When most people think of air compressors, they picture reciprocating air compressors, also known as piston air compressors. These air compressors physically push air into a small space, using pistons, and then collect that compressed air in an air receiver tank.
Reciprocating air compressors are relatively inexpensive and have been around for decades.
By comparison, rotary screw air compressors are an innovative, compact, and powerful type of air compressor that has become more popular in recent years. They can be more expensive than traditional reciprocating models but have numerous benefits that are quickly making rotary screw air compressors the system of choice for service truck and van fleet managers around the world.
Rotary screw air compressors operate by trapping air between two meshed rotors and reducing the volume of that trapped air as it moves down through the rotors. This reduction in volume results in compressed air, which can then be used to power air tools, inflate tires, or in numerous other applications.
Oil-Injected vs. Oil-Free Rotary Screws
Rotary screw air compressors used on service trucks and vans are oil-injected, which means oil is used to lubricate and seal the rotors in the air end, and helps to cool the air compressor. This allows the rotors to create high pressures quite quickly and compress air in a single stage. The oil then gets separated out from the air before the air exits the system and is recycled back into the air end for reuse. Oil-injected rotary screws allow the compressor systems to provide high CFM and psi on a continuous basis.
Oil-free rotary screw models are used in industrial, production or medical applications when absolutely no oil can enter the airflow, like for food packaging or medical oxygen. Oil-free rotary air compressors are more expensive, as they require two stages of compression to reach the same pressures of an oil-injected rotary system.
Power Sources For Rotary Screw Air Compressors
All air compressors need a power source to run. Fortunately, mobile air compressors have several options: a separate air compressor engine, using a vehicle’s existing engine, or tapping into an auxiliary power source like a PTO or hydraulics.
The right power source depends on existing available power options and whether they will work with an air compressor to provide enough CFM and psi.
Advantages of Rotary Screw Air Compressors
Rotary screw air compressors have many benefits that make them ideal for both mobile and standalone applications. As a result, you’ll find rotary screw air compressors on vehicles and trailers, as well as in industrial, production and medical facilities, where high quality equipment is required.
The benefits of rotary screw air compressors over other compressor types typically mounted on service vehicles include:
- Continuous airflow/100% duty cycle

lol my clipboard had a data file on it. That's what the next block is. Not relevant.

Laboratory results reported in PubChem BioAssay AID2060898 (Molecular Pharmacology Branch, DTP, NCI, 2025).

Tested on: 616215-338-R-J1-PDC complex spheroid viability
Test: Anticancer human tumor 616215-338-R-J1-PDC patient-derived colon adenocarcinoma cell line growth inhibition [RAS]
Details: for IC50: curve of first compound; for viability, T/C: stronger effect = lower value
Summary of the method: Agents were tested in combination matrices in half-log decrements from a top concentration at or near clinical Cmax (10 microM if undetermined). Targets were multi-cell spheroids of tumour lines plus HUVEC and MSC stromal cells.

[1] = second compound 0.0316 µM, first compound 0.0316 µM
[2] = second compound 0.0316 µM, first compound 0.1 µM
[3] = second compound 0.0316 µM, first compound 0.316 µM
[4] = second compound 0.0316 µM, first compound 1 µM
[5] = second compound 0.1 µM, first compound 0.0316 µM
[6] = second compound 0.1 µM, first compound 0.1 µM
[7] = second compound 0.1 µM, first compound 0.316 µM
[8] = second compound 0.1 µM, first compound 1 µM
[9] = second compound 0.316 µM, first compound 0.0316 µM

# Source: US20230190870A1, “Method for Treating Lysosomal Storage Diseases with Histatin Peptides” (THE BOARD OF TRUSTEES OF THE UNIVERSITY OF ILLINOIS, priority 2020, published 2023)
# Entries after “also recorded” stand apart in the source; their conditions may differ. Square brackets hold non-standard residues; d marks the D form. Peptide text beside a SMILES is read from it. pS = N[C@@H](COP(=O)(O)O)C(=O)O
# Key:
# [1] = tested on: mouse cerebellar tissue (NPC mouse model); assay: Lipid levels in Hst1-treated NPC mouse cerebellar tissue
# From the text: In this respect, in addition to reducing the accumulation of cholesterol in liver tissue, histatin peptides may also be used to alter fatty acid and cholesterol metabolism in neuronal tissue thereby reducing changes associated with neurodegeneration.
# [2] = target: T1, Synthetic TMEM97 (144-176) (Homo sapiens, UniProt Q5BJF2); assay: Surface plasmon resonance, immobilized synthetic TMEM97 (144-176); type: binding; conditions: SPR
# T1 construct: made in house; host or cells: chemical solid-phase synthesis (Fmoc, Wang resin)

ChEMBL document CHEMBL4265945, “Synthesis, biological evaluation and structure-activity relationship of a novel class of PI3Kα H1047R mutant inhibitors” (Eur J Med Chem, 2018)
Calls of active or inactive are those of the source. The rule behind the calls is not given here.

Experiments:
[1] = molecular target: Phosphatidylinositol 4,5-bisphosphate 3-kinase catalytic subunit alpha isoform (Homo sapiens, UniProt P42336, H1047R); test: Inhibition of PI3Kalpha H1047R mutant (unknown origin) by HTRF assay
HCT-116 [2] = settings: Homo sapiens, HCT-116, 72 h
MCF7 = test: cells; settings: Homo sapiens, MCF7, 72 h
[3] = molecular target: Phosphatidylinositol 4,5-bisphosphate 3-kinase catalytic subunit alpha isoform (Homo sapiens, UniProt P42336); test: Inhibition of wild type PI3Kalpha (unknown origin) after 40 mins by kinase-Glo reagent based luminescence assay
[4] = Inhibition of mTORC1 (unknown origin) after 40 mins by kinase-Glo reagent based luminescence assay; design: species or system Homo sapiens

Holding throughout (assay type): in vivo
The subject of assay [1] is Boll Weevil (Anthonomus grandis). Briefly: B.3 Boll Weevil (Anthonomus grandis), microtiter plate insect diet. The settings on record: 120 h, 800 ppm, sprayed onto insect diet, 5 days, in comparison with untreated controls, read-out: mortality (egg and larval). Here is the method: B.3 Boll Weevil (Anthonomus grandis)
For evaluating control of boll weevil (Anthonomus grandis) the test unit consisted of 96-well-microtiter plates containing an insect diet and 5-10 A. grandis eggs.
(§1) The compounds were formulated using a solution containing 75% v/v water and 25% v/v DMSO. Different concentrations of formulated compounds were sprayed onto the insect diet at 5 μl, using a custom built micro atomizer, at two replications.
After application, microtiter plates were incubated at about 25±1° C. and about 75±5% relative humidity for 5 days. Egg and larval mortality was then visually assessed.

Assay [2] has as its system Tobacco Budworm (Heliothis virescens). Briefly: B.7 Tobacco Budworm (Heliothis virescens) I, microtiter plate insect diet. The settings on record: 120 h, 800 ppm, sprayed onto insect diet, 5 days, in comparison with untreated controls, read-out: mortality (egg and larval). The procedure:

- Larger volume of air
- Smoother air delivery
- Higher CFM per hp
- Longer lifespan
- Better warranties
- Energy efficient
- Lower operating temperatures
Most people appreciate the longevity, reliability, and easy access to instant air. Because rotary screw air compressors can run continuously, there is no need to wait for an large air receiver tank to fill before you can start using the air. Those tend to be the most popular benefits of rotary screw air compressors.
Rotary screw air compressors’ lengthy lifespan is a huge advantage over reciprocating air compressors, which are jokingly referred to as “throw-away air compressors” because they are expected to fail after three to five years. Rotary screw air compressors can last four times as long with proper maintenance.
Disadvantages of Rotary Screw Air Compressors
Rotary screw air compressors have a lot of advantages, but they aren’t the right choice for everyone. Common rotary screw air compressor disadvantages are:
- Upfront cost
- Skilled maintenance required
The number one reason people choose a reciprocating air compressor over a rotary screw is the initial cost. Rotary screw air compressors sometimes cost more than reciprocating air compressors upfront, although they typically save money over the long term.
The other disadvantage to rotary screw air compressors is that they may require skilled maintenance. Every type of air compressor needs regular servicing, and oil and filter changes are straightforward. However, in the event of a complete compressor failure, rotary screw systems require a higher level of expertise due to their complex nature. Fortunately, manufacturer tech support teams can help alleviate any inconvenience.
About the Author: Melissa Vasey is a digital marketing specialist at VMAC, which designs and manufactures innovative rotary screw air compressor and multi-power systems. Visit www.vmacair.com to learn more.